Amazing what you can find in your own backyard.

16 comments:

Sonia / Cozy Memories said...

my goodness me, lady !!!!!!
look at these results ! I am so happy for you !
except onion peels, nothing gave me such an orange color !
what a discovery ! I'll be looking online if it's something that grows over here, but given the dryness of our region, I doubt about it.
oxoxo

Sonia / Cozy Memories said...

just did a little research & apparently Galium verum grows over here ... now I'll have to look for it ..... (easier said than done ! LOL) oxox

joanie said...

What beautiful colours you've ended up with, I love that shade of pink so much.
The only thing abundant enough in our new garden to harvest is Ground Elder, brought over by the Romans for food and now taking over gardens everywhere. I like the bitter taste and it's scent but haven't found any info on dyeing with it. After seeing your experiment maybe I should chuck it in a pot and see what happens!
Jx

lynn bowes said...

Is this the same plant that feels sort of 'sticky' when you pull it out of the ground? Catches on your pant legs and socks? Beautiful color you're getting with the root, for sure :: lynn

tremblinginsidethecocoon said...

What a bonanza!! And in your own backyard!
I planted madder this year.... we'll see how it does.
But now I want to plant bedstraw too!

Katerina said...

You always have such interesting posts.

A Deegan said...

at last a plant i recognise :) we have loads of "sticky buds" or cleavers here, i'll try this out on the next batch i uproot

redwitch said...

How fascinating! I used to have Lady's Bedstraw growing in my garden but it died off but I have plenty of cleavers - always pulling them up! Now I shall try experimenting with them. Thank you :))

KristĂ­n Hrund said...

It´s so very fascinating to experiment like this, and discover some new dyeing-material! :-) What a beautiful colour you got!!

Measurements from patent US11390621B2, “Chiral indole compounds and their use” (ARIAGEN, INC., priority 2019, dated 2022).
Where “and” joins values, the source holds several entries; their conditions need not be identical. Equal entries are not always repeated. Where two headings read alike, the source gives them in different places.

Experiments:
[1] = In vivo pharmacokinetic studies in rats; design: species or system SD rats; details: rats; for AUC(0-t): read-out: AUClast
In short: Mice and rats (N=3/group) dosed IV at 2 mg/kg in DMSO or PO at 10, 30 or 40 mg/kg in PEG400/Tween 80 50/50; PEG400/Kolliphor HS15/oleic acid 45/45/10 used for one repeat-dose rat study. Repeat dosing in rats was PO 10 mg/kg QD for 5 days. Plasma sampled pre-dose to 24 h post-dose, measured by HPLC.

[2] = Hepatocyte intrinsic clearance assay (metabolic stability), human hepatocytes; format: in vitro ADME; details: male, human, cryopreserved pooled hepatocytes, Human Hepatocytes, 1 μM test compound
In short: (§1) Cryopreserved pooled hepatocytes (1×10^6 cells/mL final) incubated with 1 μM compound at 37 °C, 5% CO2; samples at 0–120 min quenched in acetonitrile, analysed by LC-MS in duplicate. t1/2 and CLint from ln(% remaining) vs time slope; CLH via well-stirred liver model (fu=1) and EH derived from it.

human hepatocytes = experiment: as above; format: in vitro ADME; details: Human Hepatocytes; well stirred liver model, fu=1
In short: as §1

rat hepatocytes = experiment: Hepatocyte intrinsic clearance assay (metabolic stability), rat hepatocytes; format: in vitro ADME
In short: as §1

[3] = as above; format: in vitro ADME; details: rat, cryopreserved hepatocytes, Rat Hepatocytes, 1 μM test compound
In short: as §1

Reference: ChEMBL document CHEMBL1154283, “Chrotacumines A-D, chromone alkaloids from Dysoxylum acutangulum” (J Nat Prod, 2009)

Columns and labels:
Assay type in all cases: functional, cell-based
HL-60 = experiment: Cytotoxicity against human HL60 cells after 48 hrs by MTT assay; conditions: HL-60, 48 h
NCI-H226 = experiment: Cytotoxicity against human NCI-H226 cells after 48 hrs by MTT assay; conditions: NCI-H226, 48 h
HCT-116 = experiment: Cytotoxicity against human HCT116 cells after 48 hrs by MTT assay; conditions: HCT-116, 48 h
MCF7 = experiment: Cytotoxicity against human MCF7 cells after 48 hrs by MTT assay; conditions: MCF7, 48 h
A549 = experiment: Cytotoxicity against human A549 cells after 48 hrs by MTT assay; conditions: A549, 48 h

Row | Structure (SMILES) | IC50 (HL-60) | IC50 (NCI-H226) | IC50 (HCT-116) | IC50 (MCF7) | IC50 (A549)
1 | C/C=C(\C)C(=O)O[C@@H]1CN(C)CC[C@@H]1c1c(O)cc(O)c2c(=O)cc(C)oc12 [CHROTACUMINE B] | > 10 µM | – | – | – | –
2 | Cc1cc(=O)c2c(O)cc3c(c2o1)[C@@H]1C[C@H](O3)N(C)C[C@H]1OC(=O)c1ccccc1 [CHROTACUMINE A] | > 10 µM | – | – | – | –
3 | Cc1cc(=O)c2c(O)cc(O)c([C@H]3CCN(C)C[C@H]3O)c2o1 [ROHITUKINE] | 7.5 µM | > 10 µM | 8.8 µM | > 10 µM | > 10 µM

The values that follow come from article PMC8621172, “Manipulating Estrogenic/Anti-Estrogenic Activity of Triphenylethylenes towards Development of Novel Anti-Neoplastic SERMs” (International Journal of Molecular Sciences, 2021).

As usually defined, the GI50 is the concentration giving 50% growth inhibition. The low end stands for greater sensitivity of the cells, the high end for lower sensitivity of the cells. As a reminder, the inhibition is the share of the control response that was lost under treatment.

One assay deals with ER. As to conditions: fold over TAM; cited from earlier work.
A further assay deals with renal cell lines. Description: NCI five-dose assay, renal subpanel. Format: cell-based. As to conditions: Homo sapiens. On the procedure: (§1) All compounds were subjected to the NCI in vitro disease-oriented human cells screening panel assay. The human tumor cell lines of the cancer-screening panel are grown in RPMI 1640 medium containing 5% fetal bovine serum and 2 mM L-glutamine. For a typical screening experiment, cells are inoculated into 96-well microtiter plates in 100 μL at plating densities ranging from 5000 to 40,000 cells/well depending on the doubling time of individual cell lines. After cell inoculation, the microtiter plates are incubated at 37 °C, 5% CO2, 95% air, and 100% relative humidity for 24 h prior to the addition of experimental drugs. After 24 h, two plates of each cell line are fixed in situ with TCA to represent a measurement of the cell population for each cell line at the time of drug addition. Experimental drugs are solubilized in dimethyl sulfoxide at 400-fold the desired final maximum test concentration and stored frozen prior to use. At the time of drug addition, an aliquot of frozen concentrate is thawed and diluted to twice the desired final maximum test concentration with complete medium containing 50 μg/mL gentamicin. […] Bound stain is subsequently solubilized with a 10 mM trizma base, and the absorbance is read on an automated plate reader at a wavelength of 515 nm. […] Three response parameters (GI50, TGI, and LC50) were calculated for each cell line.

Tara said...

I love reading about your foraging experiments, Lisa. I have also been meaning to email you but life gets away from me sometimes. I received my necklace a couple of weeks ago and I love it. It is as beautiful as I imagined and has become one of my favourite pieces. Thank you.

red2white said...

fantastic find and colour!

red2white said...

fantastic find and colour!

kris@thebigboat said...

I've spent much time pulling the sticky catchweed/cleavers out of my father's garden, now I know what to do with this quick-growing plant! I love the pink and the orange.

Sandie said...

Love the colour(s) esp. the pinker the better!
When you said 'cleavers' my heart skipped a beat, as we have an abundance of the one with the 'sticky' seeds on. Will that one do the same job I wonder?
We just call it 'sticky buds'!

I hope you are keeping careful notes on these dyeing processes and the colours you achieve? We'll be asking questions!

Have a great weekend,

Sandie xx

Margie Oomen said...

you are a wonderful root puller and the orange tones are just great. I think you dye pot is cheering for Holland in the Euro cup 2012:)

Mia said...

A wonderful colour you got from your roots :)